actions such as this one.
There is no precedent to support this claimed
unreviewability, which runs contrary to the fundamental
structure of our constitutional democracy.
The court further notes that the federal government's desire to run around screaming "NATIONAL SECURITY" as if that means the courts are powerless to do anything is also completely bogus.
Indeed, federal courts routinely review the
constitutionality of—and even invalidate—actions taken by
the executive to promote national security, and have done so
even in times of conflict.
On to the key question of whether or not the court should lift the TRO and allow the executive order to be in effect again. The court here basically rips up the federal government and notes that it has no real argument.
The Fifth Amendment of the Constitution prohibits the
Government from depriving individuals of their “life,
liberty, or property, without due process of law.” U.S.
Const. amend. V. The Government may not deprive a
person of one of these protected interests without providing
“notice and an opportunity to respond,” or, in other words,
the opportunity to present reasons not to proceed with the
deprivation and have them considered....
The Government has not shown that the Executive Order
provides what due process requires, such as notice and a
hearing prior to restricting an individual’s ability to travel.
Indeed, the Government does not contend that the Executive
Order provides for such process. Rather, in addition to the
arguments addressed in other parts of this opinion, the
Government argues that most or all of the individuals
affected by the Executive Order have no rights under the Due
And while I've seen a bunch of people (mainly on Twitter) telling me that there's no due process issue because non-US citizens have no Constitutional rights, the court reminds them that they're wrong:
The procedural protections provided by the Fifth
Amendment’s Due Process Clause are not limited to
citizens. Rather, they “appl[y] to all ‘persons’ within the
United States, including aliens,” regardless of “whether their
presence here is lawful, unlawful, temporary, or permanent.”
Zadvydas v. Davis, 533 U.S. 678, 693 (2001). These rights
also apply to certain aliens attempting to reenter the United
States after travelling abroad. Landon v. Plasencia, 459 U.S.
21, 33-34 (1982). The Government has provided no
affirmative argument showing that the States’ procedural
due process claims fail as to these categories of aliens. For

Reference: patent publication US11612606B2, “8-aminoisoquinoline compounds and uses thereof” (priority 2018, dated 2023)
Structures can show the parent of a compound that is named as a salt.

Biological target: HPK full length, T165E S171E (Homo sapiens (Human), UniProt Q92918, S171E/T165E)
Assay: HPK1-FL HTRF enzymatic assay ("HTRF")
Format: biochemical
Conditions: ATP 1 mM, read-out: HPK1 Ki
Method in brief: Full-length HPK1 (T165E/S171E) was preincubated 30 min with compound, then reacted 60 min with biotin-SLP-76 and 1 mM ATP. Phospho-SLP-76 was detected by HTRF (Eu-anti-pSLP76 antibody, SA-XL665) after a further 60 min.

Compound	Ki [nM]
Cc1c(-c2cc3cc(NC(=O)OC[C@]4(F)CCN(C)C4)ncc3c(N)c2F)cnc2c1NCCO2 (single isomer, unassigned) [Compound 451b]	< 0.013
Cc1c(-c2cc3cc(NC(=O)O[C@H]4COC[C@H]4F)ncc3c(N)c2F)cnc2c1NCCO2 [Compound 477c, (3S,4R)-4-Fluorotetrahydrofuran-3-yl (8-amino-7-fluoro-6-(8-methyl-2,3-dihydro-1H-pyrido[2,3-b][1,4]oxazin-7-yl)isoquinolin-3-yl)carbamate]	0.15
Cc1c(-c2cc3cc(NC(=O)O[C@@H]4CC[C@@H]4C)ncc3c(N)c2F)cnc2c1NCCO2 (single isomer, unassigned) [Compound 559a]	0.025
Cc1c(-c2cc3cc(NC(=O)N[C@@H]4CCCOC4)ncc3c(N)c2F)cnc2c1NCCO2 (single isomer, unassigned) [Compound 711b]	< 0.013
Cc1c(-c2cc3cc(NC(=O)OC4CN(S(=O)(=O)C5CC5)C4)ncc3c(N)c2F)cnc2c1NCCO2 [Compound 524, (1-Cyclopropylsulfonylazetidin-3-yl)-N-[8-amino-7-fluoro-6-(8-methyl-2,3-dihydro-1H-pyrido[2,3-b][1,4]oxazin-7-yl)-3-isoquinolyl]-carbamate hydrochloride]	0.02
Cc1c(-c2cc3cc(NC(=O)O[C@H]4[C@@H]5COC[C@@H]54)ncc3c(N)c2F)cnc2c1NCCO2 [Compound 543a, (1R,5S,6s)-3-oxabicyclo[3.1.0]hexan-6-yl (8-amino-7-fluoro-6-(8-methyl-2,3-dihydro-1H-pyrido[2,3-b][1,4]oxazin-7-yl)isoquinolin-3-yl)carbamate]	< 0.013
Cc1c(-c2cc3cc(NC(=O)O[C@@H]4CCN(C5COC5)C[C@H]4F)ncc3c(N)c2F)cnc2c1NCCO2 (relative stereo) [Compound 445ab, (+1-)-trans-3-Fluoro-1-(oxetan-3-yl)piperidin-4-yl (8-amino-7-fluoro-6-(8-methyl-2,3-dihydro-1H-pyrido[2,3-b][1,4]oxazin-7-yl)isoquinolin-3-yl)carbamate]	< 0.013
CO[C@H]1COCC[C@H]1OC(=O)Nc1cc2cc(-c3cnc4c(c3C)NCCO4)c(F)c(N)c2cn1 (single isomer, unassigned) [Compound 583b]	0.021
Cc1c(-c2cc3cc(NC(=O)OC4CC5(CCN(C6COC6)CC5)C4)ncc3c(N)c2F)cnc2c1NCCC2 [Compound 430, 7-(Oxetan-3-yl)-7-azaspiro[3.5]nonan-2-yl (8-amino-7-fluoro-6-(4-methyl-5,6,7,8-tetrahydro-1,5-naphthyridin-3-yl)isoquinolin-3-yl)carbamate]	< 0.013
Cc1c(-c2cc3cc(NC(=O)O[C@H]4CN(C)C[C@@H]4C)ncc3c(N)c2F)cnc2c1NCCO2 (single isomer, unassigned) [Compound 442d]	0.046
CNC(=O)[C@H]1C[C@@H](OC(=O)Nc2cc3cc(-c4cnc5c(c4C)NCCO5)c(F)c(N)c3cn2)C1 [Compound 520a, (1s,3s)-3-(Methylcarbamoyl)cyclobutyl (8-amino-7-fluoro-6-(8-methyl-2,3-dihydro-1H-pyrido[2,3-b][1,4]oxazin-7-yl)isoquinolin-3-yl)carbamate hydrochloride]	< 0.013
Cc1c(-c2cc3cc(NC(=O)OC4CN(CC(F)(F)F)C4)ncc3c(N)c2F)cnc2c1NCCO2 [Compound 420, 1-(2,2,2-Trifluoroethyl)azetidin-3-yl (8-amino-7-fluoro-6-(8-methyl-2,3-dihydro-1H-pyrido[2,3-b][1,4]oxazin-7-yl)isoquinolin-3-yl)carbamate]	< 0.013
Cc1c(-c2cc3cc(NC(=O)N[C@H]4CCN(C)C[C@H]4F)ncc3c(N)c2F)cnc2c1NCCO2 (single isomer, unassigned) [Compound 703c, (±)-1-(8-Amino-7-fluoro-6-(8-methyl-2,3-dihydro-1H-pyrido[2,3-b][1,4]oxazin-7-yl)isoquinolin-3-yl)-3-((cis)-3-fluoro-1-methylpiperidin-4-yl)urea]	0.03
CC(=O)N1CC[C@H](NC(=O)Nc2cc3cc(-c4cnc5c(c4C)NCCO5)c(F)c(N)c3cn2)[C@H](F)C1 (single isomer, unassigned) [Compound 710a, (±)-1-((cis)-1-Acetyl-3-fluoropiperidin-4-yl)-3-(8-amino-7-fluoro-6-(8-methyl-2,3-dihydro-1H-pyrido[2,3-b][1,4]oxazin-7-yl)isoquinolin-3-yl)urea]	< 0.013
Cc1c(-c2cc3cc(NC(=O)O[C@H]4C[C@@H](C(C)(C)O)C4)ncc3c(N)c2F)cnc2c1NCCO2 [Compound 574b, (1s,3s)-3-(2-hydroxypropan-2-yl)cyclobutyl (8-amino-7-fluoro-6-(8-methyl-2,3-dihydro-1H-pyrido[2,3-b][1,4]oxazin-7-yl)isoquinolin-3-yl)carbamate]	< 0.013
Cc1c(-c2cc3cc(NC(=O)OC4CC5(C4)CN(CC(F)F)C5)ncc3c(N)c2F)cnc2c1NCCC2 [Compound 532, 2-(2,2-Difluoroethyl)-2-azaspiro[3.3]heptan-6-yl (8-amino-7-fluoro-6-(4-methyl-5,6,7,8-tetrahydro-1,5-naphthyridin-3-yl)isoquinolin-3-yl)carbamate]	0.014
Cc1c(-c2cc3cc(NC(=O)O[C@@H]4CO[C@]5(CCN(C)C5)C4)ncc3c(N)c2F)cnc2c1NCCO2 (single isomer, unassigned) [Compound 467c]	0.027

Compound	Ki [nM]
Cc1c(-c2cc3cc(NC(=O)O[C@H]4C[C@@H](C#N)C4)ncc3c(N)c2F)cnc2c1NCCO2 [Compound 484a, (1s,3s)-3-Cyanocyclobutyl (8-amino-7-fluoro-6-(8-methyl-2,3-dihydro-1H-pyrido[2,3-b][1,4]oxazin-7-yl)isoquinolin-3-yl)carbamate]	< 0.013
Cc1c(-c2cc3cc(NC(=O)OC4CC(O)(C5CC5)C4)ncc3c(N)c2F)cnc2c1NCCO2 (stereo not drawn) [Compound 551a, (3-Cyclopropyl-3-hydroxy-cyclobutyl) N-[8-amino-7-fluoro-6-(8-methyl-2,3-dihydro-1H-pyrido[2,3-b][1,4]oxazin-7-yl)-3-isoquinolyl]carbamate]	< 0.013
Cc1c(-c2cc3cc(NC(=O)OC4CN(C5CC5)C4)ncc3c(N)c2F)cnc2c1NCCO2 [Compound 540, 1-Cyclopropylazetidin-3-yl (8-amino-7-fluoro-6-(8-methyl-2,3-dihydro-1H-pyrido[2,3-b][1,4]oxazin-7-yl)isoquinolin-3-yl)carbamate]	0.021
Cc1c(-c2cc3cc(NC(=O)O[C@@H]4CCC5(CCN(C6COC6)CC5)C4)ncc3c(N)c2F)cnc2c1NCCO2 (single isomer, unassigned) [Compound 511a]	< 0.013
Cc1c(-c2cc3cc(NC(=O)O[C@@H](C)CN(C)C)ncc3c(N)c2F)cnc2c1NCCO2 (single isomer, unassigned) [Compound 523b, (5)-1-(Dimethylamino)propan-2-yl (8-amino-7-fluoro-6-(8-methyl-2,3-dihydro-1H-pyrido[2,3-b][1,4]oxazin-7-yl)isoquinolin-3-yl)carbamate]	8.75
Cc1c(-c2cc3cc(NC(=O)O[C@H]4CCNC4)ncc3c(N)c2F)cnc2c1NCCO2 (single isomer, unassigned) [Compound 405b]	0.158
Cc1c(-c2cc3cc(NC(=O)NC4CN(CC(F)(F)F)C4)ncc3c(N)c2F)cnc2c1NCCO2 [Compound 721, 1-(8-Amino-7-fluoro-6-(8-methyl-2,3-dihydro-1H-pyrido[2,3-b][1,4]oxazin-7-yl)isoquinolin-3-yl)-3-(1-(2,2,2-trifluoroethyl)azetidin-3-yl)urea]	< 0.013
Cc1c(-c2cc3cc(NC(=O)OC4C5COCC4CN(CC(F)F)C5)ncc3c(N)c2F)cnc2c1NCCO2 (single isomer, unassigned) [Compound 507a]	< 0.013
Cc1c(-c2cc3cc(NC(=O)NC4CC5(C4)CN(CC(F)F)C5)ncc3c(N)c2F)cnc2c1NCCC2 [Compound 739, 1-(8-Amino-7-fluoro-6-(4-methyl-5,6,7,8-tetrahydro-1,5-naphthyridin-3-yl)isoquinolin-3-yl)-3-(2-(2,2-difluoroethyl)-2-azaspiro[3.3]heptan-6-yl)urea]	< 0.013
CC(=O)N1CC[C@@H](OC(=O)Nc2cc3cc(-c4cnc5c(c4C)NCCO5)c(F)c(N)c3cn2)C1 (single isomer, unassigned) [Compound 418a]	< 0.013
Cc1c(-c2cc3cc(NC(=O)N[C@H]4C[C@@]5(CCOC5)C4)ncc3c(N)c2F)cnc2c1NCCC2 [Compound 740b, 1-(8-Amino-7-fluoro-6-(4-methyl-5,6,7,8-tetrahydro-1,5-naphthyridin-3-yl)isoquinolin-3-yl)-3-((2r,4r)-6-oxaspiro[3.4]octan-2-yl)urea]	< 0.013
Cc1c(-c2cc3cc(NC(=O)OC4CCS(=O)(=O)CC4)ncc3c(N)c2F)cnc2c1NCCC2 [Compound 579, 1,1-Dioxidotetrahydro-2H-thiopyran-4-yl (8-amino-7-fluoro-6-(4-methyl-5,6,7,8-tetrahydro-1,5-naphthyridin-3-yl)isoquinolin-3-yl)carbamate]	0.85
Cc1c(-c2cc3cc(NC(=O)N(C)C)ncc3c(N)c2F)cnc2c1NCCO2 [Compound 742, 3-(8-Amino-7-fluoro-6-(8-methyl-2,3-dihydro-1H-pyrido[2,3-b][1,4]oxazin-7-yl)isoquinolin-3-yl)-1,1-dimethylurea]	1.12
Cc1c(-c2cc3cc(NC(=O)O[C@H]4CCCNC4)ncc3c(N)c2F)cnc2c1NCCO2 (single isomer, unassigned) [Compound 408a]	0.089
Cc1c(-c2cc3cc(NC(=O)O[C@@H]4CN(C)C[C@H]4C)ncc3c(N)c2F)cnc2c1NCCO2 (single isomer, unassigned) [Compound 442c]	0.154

example, the Government has failed to establish that lawful
permanent residents have no due process rights when
seeking to re-enter the United States. See id. (“[T]he
returning resident alien is entitled as a matter of due process
to a hearing on the charges underlying any attempt to
exclude him.” (quoting Rosenberg v. Fleuti, 374 U.S. 449,
460 (1963))). Nor has the Government established that the
Executive Order provides lawful permanent residents with
constitutionally sufficient process to challenge their denial
of re-entry. See id. at 35 (“[T]he courts must evaluate the
particular circumstances and determine what procedures
would satisfy the minimum requirements of due process on
the re-entry of a permanent resident alien.”).
Separately, the court notes that the federal government's own claims are not trustworthy -- specifically the rapidly-changing claims about whether or not greencard holders are covered by the exec order:
At this point, however, we
cannot rely upon the Government’s contention that the
Executive Order no longer applies to lawful permanent
residents. The Government has offered no authority
establishing that the White House counsel is empowered to
issue an amended order superseding the Executive Order signed by the President and now challenged by the States,
and that proposition seems unlikely.
Nor has the Government established that the White
House counsel’s interpretation of the Executive Order is
binding on all executive branch officials responsible for
enforcing the Executive Order. TheWhite House counsel is
not the President, and he is not known to be in the chain of
command for any of the Executive Departments. Moreover,
in light of the Government’s shifting interpretations of the
Executive Order, we cannot say that the current
interpretation by White House counsel, even if authoritative
and binding, will persist past the immediate stage of these
The court also rejects the argument from the DOJ that a more limited TRO could be used instead, such as one just focusing on previously admitted aliens. No go:
First, we decline to limit the scope of the TRO to lawful
permanent residents and the additional category more
recently suggested by the Government, in its reply
memorandum, “previously admitted aliens who are
temporarily abroad now or who wish to travel and return to
the United States in the future.” That limitation on its face